McKenna’s own work is on display elsewhere. At Eonta Space, her somber, drape-like paintings of female forms engulfed in color fields of rust red and institution green are juxtaposed with Cheryl Gross’s vibrant drawings of endangered animals. “Commit to Memory: The Precipice of Extinction” has been up since the beginning of February, and it remains one of the most provocative visual art experiences around town — and an echo of the thunderous, inspiring Federico Uribe “Animalia” show that landed with fanfare at the Montclair Art Museum last month. (6–10 p.m. at EONTA Space, 34 Dekalb Ave., eontaspacenj.com). 

“Commit to Memory” is the cry of the natural world sliding toward desolation; “Exquisite Logic” teases out the humanity lurking in the belly of the machine. Pat Lay’s clever work begins with an image of a computer processor or electronic component. From there, she mirrors it, colors it and manipulates it until it achieves spiritual overtones reminiscent of Asian devotional art. Lay calls some of the images in her show “digital mandalas,” and that’s not a misleading description. They’re meditations on symbols and patterns with long histories symbols and patterns that follow humanity around no matter how deep into the technological murk we go.

The Pat Lay show marks the maiden voyage of the Dvora Pop-Up Gallery at the Oakman Condominiums in the Powerhouse Arts District. When the District ordinance passed many years ago, it was spaces like Dvora that advocates were envisioning accessible street-level galleries with works visible to passersby. For the moment, the pop-up is getting booked by people who were around Jersey City during the Arts District fight: Jim Pustorino and Anne Trauben of the Drawing Rooms space in Marion. (Yes, that’s the same Anne Trauben I wrote about earlier; Jersey City rewards tirelessness.) They know their history and have a sense of what’s at stake. The interior of Dvora is a bit raw, and industrial, too, but that suits Pat Lay’s computer dreams extremely well. From the sidewalk through the plate glass windows of the Dvora space, the works look like Persian rugs designed by artificial intelligence. That’s a compliment. (6–8 p.m., at Dvora, 160 First St., drawingrooms.org/dvora-gallery).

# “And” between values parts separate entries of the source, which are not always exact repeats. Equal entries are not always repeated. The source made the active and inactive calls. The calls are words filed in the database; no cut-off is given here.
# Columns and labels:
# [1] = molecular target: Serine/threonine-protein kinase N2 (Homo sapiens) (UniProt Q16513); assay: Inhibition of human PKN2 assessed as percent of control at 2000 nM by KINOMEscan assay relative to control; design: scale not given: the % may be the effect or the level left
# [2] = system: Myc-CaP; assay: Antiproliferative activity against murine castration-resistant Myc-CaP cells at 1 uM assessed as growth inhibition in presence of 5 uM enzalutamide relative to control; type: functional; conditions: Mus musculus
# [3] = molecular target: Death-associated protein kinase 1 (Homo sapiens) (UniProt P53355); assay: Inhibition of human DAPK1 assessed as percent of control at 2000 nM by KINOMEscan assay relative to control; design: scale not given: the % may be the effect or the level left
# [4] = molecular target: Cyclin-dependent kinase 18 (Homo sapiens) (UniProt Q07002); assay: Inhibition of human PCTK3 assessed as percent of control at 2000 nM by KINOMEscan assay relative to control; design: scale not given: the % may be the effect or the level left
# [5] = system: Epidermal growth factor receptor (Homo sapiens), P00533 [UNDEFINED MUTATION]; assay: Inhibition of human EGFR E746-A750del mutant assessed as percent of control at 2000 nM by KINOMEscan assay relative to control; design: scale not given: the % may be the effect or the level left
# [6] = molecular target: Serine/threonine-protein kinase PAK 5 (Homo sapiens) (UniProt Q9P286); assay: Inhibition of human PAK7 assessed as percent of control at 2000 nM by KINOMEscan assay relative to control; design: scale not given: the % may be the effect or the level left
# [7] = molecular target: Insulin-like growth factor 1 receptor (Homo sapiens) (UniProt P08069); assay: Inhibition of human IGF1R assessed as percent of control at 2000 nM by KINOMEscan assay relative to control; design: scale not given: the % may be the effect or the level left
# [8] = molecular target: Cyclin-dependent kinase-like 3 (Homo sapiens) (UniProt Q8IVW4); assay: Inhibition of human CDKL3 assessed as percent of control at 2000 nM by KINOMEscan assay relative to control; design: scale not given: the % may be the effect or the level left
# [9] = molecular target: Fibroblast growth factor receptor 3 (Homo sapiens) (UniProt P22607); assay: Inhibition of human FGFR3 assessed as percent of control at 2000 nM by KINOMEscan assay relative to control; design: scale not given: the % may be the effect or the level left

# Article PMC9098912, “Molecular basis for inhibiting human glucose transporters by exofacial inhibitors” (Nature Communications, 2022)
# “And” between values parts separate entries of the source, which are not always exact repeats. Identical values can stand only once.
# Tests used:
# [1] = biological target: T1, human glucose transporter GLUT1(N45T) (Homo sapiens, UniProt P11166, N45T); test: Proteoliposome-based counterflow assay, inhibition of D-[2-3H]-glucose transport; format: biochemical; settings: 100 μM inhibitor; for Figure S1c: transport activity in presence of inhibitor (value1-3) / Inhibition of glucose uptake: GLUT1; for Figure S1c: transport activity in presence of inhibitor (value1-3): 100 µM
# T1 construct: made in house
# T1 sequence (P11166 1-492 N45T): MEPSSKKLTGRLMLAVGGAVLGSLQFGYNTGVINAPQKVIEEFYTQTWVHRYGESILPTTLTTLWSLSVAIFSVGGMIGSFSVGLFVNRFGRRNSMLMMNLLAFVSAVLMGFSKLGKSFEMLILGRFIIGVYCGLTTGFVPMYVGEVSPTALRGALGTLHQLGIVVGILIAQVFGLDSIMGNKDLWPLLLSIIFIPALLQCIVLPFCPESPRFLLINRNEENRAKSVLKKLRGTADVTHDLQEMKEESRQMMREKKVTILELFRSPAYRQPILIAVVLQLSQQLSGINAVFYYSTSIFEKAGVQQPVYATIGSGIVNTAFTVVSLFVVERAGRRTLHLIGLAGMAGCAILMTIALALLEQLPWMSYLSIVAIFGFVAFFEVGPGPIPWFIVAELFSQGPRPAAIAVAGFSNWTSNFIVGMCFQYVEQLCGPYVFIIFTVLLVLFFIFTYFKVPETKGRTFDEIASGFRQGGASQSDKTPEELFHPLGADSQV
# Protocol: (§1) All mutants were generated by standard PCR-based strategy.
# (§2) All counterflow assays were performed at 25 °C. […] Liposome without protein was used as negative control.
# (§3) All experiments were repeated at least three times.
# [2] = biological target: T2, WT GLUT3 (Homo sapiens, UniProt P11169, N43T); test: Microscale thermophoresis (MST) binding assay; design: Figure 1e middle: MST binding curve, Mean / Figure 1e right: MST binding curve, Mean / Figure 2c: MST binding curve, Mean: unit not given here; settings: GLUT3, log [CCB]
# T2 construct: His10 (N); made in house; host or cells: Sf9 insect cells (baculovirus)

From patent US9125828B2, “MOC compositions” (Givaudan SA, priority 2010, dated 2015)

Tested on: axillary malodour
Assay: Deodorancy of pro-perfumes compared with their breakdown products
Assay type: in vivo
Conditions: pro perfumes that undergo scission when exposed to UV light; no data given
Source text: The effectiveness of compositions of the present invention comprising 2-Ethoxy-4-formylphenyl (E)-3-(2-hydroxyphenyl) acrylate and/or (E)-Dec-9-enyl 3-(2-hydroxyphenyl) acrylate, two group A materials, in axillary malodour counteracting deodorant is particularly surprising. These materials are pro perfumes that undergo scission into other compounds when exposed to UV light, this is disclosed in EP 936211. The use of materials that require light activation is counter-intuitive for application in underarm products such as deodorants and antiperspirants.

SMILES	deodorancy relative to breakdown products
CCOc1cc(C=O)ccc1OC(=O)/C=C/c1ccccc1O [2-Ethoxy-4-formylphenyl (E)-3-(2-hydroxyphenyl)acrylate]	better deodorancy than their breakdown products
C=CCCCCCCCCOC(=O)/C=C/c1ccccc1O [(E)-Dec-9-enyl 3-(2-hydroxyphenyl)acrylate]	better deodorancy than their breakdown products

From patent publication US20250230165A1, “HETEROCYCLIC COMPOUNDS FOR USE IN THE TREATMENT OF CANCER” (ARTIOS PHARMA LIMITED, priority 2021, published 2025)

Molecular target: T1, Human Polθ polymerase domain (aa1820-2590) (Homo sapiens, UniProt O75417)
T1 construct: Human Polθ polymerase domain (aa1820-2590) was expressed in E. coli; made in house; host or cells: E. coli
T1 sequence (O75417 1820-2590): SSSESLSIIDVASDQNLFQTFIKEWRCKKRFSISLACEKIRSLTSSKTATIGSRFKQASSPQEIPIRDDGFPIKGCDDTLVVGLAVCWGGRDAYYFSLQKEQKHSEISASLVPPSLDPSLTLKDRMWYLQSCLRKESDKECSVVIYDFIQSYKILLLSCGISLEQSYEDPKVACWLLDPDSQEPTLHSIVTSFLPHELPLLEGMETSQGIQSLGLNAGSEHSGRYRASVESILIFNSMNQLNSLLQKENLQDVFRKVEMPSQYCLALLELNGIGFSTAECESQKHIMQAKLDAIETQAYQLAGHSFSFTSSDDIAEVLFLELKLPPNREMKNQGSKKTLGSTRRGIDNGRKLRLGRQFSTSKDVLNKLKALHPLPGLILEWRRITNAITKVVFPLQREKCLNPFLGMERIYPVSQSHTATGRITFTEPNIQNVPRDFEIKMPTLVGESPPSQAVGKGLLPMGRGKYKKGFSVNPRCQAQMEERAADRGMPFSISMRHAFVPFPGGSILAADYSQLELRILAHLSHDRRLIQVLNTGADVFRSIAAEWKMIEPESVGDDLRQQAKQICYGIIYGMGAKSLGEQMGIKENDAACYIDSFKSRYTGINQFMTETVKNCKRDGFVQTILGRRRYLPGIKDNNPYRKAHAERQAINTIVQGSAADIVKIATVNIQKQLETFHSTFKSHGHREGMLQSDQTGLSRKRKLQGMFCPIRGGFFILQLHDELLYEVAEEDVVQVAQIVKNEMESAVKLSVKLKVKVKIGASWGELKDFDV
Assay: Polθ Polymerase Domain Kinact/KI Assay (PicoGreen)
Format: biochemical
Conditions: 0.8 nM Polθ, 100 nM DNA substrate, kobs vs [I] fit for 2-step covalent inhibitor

Lay’s work stood out at the juried segment of the Art Fair 14C, too. Robinson Holloway, the director of the Art Fair, also runs the Village West Gallery in the shadow of White Eagle Hall, and for JC Fridays she’s turned the space over to a four-person roster of arts organizers with a subtly provocative aesthetic that would have fit in perfectly at 14C. I’m most interested in “Art of the Curators” because of the presence of Anonda Bell, a Newark-based artist whose immersive cut-paper panoramas, often affixed directly to the wall, genuinely merit a comparison to Kara Walker. The slyly-titled “The Suburbs at 4 a.m.,” which she presented at Ramapo College a few years ago, reimagines the sleepy Jersey hinterlands as a forest of domestic junk thick enough to provide a hiding place for an imaginative woman. I’d expect something similar from Bell at Village West tonight. (7–9 p.m., at Village West, 331 Newark Ave, villagewestgallery.com).

“Gemini Moon” by Katia Bulbenko

Finally, curator Kristen DeAngelis, another 14C organizer and former proprietor of the now-shuttered 107 Bowers Gallery in the Heights, is once again making good use of the atrium at the Majestic Condominiums. Katia Bulbenko is one of those artists who splits the difference between painting and sculpture: Her pieces are multi-level agglomerations of colorful wood strips and silk scraps. They’re calling the show “Fragments/Reassemblage,” and once re-assembled, these fragments are presented like bouquets.  I’m romantic enough to find that sort of thing irresistible, and if you’ve read this far, I reckon you are, too.  I’ll see you around town tonight. (6– 8 p.m., Majestic Theater Condominiums, 222 Montgomery St.)

 

Header: “Pink Circles” by Myssi Robinson

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Art Review: Pat Lay at the Dvora Pop-up Gallery